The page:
Blog: Why food is centre stage in the French EU presidency
Dean Best | 11 July 2008
France is investing heavily in its EU presidency. Up to EUR190m (US$300.4m) has been earmarked to put a French accent on the rest of the year.
The preparations have been detailed: in March, farm minister Michel Barnier moved his entire office staff to Brussels for a week to build better working relationships.
Barnier's ministry organised a series of national conferences about food production and consumption earlier this year, which culminated in an international conference on feeding the world, held in Brussels on 3 July.
Public debate about food is a central plank of the French presidency. The French have an earthbound vision of food that aspires to greater things. They classify food on a spectrum that ranges from 'industrial' to the specialist local artisan products that make up a regional 'terroir'.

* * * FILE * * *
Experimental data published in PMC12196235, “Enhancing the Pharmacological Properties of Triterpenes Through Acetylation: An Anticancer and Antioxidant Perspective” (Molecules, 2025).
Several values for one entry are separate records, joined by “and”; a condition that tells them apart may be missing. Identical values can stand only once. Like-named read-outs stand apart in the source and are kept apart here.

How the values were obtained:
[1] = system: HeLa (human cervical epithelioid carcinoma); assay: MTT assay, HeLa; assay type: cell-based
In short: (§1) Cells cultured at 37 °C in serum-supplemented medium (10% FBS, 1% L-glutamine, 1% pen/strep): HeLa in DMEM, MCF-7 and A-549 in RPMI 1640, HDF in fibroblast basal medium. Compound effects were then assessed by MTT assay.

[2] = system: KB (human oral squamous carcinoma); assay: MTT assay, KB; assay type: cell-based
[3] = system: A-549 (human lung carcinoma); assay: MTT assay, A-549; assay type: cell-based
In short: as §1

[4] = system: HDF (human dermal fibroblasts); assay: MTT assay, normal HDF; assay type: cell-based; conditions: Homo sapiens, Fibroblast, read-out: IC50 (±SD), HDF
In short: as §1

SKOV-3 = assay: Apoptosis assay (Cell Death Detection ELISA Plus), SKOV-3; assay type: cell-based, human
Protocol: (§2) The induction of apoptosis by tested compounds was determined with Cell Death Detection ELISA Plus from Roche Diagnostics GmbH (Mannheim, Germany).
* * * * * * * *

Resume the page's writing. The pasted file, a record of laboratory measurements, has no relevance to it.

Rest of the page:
A French government bid to have its food specialities granted World Heritage status by Unesco is based on this geography of food.
Throughout this year, the French government has bombarded its public with the notion that the Common Agricultural Policy has somehow saved postwar Europe from food shortages and terminal decline. However, the CAP's heavy-handed, production-driven early years also went a long way to destroying a lot of the diversity that France celebrates in its food heritage.
Now, still committed to energy-intensive farming, Barnier is calling for European farmers to produce "more and better". From being a derogatory postwar term, the word "peasant" has also recovered a degree of respectability in recent years.
Possibly because there are so few left.
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